L will be three next month, which is probably why the rapid passage of time has been on my mind so much. I came across some photos of him as a baby and it seems like it was so long ago. I remember holding him and just staring for hours. I had a baby! I also remember having sobbing break downs at 2am when breastfeeding was going really badly. I felt so alone. I wish I could have reached out more to lessen the stress. I know I missed out on some really special moments because I felt so overwhelmed.
For the past few days I have been thinking about the parents of the little girl who was shot in Arizona. I think about how her father's job as a MLB scout must have taken him out of town a lot. I think about how he must wish he had those lost moments back. Obviously, you can't live your life expecting the worst to happen. You need a job and a way to support your family, but when the kids spend more time in daycare than with you, it makes you wonder if there might be a better way. There must be a way to find balance and a way to handle everyday stress and not let it overshadow what's going on in front of you. The truth is, the biggest obstacle to really living your life is life itself.
We try to live very frugally so that if an emergency arises we aren't put in a bad financial situation. I was never very good with money, so when I first married M I was introduced to some basic but important ideas about saving and debt. When we bought a new house last year we used a lot of our rainy day fund to make some needed remodels and changes so that it would be a healthier and cleaner environment for the kids. New flooring and some repairs in and around the place added up. On top of that, we paid two mortgages while we were getting ready to sell our old house, so it was a year of expenses. Of course, just when you think that you can get a handle on things, the oven breaks. (No, really, our oven broke.) Property taxes are due, we found out last night that our medical insurance costs will be going up almost $300 per month, and we need a new garbage disposal along with some plumbing work. When it rains it pours, right? When I think of it all it overwhelms me. Since we send our kids to Montessori school our childcare expenses are high, too. That's not a complaint, just a fact, and we gladly pay it because we feel that they are really thriving in that environment. However, that takes up a good chunk of my salary, so I have to be creative with money.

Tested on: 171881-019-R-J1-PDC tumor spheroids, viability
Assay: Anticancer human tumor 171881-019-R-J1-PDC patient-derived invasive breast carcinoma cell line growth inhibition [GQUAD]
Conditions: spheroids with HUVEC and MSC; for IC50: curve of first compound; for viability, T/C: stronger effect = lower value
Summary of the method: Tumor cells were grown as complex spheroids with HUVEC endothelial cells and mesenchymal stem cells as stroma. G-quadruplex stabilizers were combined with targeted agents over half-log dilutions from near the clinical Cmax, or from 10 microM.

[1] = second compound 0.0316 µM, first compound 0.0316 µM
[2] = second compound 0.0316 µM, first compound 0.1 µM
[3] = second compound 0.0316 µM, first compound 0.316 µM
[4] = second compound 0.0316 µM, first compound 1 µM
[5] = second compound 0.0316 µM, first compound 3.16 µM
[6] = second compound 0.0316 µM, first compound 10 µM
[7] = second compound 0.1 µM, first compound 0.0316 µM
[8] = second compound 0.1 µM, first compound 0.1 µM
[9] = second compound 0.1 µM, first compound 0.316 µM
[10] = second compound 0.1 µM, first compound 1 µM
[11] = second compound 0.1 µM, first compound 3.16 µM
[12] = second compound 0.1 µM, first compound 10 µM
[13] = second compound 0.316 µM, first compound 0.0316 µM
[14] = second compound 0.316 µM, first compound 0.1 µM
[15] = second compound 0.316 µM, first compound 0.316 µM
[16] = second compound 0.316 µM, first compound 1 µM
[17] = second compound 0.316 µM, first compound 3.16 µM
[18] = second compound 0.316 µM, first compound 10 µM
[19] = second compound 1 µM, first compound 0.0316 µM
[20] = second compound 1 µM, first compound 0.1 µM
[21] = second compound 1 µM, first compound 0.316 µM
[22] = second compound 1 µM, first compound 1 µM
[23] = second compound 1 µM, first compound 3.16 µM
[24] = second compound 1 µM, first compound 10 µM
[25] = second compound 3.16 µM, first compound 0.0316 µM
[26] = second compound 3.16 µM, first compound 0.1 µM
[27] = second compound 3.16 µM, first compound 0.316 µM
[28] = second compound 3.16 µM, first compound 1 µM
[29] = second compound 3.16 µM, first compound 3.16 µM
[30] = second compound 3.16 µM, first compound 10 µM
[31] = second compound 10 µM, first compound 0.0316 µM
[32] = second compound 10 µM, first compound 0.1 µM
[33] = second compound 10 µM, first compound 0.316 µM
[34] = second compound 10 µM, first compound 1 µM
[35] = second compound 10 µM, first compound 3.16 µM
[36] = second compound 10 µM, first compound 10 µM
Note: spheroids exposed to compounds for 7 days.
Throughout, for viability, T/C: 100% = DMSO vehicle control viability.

I am in no way trying to compare us to people that truly struggle. We have plenty of food and never worry that we won't be able to pay the water bill, but when we have months that are tight financially, I have to wonder of we just have a lot of waste in our life. I throw away too much food. We aren't organized so I end up buying something that we already have. Do the kids really need more clothes? (The answer is NO). Getting organized and budgeting resources as well as money is something that we will have to do to make real headway. We have all of the expenses that I mentioned, but we would also like the freedom to get a new TV or take the kids to Sea World one weekend. So, I am going to concentrate on organizing and reducing waste in January and February.
Here are some of my ideas:
Strict meal planning - no getting lazy and ordering out Sort through toys - Some of our toys can be put into the garage sale box Starbucks habit - I really need to cut down on my visits. I'm thinking of reducing it to once a day on weekends only. No more clothes for the kids unless it is an urgent need - they have so many clothes. Organize the pantry - I know I could make meals out of there for a week, but it's too messy for me to see everything we have